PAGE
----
Union says IBM may cut 4,000 U.S. jobs as part of work shift to India

Cutbacks could come tomorrow, Alliance@IBM says; message board dubs it 'Black Thursday'

IBM may be getting set to make its largest single workforce reduction thus far this year, according to the Alliance@IBM employee union, which says it has heard that the cutbacks will affect about 4,000 U.S. workers at IBM's Global Business Services unit.

Lee Conrad, the union's national coordinator, said he has been told by IBM employees that the expected job cuts may take place as early as tomorrow. That day already has been dubbed "Black Thursday" in one anonymous post on a message board on Alliance@IBM's Web site.

The expected cuts were first reported by The Wall Street Journal, which cited anonymous sources at IBM in a story saying that the company plans to eliminate "a large number" of U.S. jobs at the Global Business Services division and shift more of its work to facilities in India. An IBM spokesman contacted by Computerworld today said that the company doesn't comment on "rumor or speculation."

Conrad said he can't be certain about the size of the latest cutback until IBM actually begins letting workers go. But like the Journal, he added, Alliance@IBM has heard that "big numbers" will be involved and that what may be driving the cuts is "the offshoring of U.S. jobs to India" and the Asia-Pacific region.

The Reuters news service and other media outlets reported later today that the reductions may be even larger than first indicated, with as many as 5,000 jobs perhaps being eliminated.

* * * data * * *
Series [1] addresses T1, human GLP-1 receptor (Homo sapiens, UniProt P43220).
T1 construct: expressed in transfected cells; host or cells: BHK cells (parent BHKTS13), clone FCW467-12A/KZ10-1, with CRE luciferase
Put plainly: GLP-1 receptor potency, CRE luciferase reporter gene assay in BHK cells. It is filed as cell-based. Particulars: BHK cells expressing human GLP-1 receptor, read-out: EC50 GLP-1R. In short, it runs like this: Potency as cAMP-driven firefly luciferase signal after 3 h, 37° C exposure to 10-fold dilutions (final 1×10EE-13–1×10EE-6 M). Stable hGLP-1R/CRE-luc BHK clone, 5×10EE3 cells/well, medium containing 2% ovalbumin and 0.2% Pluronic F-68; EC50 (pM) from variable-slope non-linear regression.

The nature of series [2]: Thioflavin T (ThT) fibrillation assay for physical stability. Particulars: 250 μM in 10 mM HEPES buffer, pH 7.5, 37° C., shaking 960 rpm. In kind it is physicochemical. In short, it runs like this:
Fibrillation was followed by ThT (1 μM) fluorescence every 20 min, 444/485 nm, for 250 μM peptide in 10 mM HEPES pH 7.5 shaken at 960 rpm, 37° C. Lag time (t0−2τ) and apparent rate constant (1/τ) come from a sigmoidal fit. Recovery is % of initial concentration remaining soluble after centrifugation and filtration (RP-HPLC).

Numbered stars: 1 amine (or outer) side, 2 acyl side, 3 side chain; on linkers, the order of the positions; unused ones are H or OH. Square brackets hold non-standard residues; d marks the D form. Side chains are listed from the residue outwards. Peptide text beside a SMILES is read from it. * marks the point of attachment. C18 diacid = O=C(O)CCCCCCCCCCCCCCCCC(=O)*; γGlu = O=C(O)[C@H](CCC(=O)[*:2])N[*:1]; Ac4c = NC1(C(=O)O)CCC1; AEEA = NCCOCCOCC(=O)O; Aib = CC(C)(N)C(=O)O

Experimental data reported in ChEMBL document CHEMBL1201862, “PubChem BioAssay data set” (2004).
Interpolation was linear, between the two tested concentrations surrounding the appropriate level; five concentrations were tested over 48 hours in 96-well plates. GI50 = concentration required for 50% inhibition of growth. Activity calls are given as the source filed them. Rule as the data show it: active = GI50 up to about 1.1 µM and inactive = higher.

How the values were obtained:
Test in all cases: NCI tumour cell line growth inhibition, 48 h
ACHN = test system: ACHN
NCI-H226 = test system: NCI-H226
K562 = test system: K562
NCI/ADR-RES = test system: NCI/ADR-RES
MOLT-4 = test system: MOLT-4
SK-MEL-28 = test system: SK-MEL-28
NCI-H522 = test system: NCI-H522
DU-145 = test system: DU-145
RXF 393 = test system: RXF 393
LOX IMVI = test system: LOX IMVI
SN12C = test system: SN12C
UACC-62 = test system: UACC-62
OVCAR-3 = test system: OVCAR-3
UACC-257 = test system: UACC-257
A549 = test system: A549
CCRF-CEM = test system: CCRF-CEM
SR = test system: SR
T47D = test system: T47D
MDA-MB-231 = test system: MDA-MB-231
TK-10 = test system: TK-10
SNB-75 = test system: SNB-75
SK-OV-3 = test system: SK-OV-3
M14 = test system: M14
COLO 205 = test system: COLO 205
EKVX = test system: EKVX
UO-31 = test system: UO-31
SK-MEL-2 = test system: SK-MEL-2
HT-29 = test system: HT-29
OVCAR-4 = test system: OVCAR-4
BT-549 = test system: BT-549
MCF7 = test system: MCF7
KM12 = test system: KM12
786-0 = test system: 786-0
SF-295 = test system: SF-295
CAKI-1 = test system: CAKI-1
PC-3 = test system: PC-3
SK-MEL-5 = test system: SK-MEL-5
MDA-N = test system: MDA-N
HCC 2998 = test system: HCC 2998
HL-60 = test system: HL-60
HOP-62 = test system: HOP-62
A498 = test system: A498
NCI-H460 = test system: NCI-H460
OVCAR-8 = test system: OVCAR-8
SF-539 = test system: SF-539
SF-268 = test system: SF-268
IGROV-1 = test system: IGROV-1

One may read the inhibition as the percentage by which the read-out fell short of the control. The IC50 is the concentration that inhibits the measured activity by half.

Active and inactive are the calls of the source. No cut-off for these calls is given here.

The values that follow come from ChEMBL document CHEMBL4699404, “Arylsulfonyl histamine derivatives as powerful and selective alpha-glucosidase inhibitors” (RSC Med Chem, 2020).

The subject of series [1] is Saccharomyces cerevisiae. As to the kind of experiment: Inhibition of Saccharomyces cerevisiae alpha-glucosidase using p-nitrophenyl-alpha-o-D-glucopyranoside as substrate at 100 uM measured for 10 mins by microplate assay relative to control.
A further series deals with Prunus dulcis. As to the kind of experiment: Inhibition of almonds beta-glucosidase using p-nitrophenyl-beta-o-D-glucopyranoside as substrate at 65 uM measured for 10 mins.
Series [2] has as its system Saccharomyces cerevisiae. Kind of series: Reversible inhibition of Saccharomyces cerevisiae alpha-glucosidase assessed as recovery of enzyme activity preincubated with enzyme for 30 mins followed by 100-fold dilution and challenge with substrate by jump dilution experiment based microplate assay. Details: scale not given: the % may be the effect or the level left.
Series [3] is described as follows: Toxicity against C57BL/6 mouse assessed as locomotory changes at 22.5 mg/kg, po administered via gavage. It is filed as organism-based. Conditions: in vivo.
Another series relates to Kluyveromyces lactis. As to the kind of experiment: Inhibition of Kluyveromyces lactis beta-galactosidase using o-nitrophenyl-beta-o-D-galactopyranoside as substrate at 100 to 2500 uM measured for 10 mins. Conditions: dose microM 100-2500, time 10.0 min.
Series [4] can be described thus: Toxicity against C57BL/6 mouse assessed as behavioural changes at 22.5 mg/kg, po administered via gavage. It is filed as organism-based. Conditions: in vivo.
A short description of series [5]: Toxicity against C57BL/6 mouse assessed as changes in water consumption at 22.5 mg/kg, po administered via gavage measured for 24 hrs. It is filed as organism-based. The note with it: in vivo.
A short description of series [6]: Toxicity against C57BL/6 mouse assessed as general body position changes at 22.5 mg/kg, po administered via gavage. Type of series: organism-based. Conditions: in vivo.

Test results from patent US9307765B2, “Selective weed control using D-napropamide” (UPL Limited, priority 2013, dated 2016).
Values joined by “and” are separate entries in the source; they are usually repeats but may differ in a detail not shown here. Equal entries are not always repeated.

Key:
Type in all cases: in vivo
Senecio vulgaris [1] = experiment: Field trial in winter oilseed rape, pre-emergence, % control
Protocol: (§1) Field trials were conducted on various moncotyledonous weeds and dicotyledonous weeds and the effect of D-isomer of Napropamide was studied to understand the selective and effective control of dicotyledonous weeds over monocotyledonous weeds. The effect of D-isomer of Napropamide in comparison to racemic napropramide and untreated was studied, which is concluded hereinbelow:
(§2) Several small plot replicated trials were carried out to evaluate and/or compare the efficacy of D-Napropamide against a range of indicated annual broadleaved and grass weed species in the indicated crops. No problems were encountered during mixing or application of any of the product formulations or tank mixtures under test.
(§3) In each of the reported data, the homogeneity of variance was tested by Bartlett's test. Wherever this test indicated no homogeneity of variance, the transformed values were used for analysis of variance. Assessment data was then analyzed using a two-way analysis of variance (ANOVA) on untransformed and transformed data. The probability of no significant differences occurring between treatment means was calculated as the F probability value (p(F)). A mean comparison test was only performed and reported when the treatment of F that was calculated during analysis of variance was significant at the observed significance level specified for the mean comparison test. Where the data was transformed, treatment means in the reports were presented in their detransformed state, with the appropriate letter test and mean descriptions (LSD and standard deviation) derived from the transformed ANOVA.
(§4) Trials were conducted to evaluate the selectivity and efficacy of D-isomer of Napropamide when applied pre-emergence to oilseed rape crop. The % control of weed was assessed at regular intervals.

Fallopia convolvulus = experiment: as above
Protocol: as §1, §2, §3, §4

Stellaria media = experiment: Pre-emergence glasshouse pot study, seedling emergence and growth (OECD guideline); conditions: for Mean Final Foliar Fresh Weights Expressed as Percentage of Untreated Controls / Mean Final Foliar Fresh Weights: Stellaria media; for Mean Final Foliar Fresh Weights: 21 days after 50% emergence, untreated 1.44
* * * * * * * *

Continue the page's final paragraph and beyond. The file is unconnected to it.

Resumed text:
IBM's U.S. workforce has been shrinking, while its overseas head count has been on the increase. The number of IBM workers in the U.S. dropped from 121,000 to 115,000 during the course of 2008. However, the company's overall employee count grew by 13,000 people last year. And already this year, IBM has cut more than 4,600 jobs in the U.S. and Canada, according to earlier counts by Alliance@IBM.

The union — a Communications Workers of America local that doesn't have enough members to gain official recognition as a bargaining unit — has been the source of most of the information about the recent job cuts made by IBM. The company has confirmed that reductions were made, but it hasn't publicly announced them or said how many workers were affected. In addition, it has refrained from describing the earlier cuts as layoffs, instead saying that they were part of "an ongoing process that we do throughout the year to match skills and resources with our client needs."

IBM and other companies aren't required to notify government officials of layoffs unless the cutbacks reach a threshold set in the Worker Adjustment and Retraining Notification Act, also known as the WARN Act. The provisions of that law apply when there are 500 or more layoffs at one location. But at IBM, job cuts can be scattered among many different facilities in the U.S. and other countries.

Mark Loughridge, IBM's chief financial officer, indicated that some restructuring was underway at the company during a January conference call about its fourth-quarter financial results. In Loughridge's prepared remarks, he said that IBM "will continue our focus on structural changes that reduce our spending levels and improve productivity in 2009."

The message board on the Alliance@IBM Web site lets people post anonymously, so it's hard to gauge the authenticity of comments — but they're often detailed, and they use acronyms that are familiar to IBM employees. In one post today, an anonymous poster wrote: "My manager has not said anything to me yet but I am already preparing myself for the news."

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